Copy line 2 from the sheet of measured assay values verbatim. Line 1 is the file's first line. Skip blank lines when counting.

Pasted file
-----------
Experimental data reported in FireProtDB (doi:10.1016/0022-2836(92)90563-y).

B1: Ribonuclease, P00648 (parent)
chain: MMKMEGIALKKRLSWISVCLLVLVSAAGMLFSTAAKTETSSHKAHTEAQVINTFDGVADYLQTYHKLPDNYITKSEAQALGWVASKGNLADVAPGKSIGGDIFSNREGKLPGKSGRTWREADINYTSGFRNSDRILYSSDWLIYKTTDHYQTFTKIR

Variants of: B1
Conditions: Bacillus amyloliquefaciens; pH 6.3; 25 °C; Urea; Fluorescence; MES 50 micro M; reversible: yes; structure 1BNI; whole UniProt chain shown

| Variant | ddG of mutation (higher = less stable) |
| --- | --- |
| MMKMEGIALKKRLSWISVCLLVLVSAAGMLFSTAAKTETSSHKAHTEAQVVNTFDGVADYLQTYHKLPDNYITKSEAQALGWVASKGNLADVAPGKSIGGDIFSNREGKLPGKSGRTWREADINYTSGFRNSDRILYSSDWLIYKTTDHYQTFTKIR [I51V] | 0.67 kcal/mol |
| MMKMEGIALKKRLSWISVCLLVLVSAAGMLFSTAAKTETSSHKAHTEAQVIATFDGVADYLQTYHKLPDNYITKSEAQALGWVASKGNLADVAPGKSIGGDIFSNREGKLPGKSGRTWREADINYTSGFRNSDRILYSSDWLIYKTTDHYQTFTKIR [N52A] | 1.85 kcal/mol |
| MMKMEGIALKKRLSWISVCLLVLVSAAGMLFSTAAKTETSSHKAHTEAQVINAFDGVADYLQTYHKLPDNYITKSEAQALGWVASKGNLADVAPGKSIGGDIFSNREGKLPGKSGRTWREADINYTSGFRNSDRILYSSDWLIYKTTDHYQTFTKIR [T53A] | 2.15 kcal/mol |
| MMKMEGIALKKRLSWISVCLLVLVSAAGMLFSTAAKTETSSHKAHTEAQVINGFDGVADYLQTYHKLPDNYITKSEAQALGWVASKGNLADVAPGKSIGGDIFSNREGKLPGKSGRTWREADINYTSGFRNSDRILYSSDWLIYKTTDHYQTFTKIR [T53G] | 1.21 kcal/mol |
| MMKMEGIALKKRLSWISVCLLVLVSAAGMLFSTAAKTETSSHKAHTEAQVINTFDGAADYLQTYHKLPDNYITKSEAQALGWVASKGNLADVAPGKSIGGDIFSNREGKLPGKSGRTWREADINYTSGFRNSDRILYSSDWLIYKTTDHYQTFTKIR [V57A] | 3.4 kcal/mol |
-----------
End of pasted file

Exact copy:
B1: Ribonuclease, P00648 (parent)